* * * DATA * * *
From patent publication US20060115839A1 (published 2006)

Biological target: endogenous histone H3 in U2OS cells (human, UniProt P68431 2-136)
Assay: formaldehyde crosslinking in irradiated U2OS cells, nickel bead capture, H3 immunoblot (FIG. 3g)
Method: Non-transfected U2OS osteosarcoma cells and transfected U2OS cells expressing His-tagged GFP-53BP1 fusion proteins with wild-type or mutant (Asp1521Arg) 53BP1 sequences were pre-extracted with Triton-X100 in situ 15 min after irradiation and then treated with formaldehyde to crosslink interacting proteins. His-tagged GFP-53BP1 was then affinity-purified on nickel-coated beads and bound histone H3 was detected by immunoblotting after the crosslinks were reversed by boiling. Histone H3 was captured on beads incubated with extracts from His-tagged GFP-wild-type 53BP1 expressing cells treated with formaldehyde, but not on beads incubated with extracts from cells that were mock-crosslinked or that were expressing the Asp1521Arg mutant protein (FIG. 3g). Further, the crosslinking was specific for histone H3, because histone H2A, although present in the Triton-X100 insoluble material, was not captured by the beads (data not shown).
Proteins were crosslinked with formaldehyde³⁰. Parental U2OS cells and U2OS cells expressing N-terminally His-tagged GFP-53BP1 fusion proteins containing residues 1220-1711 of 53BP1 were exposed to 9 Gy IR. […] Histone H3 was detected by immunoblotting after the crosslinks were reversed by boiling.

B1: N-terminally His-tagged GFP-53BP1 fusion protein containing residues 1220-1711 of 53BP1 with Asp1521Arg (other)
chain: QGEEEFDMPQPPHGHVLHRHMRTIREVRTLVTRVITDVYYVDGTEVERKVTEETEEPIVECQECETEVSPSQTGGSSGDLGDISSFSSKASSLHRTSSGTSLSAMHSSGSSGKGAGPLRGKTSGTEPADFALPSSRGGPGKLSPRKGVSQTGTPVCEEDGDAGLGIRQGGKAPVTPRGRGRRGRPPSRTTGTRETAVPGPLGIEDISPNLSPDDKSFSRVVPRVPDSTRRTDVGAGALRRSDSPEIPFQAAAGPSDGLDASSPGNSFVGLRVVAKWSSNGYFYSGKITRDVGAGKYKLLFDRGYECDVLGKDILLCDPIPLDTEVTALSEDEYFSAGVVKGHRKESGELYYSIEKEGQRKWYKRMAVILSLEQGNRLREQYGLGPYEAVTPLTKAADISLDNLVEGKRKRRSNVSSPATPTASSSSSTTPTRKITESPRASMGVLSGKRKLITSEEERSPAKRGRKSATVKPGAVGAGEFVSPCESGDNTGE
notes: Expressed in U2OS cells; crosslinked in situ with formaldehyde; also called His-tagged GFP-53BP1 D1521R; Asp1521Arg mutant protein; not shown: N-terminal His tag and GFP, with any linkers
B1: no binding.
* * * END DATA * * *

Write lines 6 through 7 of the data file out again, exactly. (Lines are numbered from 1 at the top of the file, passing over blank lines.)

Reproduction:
B1: N-terminally His-tagged GFP-53BP1 fusion protein containing residues 1220-1711 of 53BP1 with Asp1521Arg (other)
chain: QGEEEFDMPQPPHGHVLHRHMRTIREVRTLVTRVITDVYYVDGTEVERKVTEETEEPIVECQECETEVSPSQTGGSSGDLGDISSFSSKASSLHRTSSGTSLSAMHSSGSSGKGAGPLRGKTSGTEPADFALPSSRGGPGKLSPRKGVSQTGTPVCEEDGDAGLGIRQGGKAPVTPRGRGRRGRPPSRTTGTRETAVPGPLGIEDISPNLSPDDKSFSRVVPRVPDSTRRTDVGAGALRRSDSPEIPFQAAAGPSDGLDASSPGNSFVGLRVVAKWSSNGYFYSGKITRDVGAGKYKLLFDRGYECDVLGKDILLCDPIPLDTEVTALSEDEYFSAGVVKGHRKESGELYYSIEKEGQRKWYKRMAVILSLEQGNRLREQYGLGPYEAVTPLTKAADISLDNLVEGKRKRRSNVSSPATPTASSSSSTTPTRKITESPRASMGVLSGKRKLITSEEERSPAKRGRKSATVKPGAVGAGEFVSPCESGDNTGE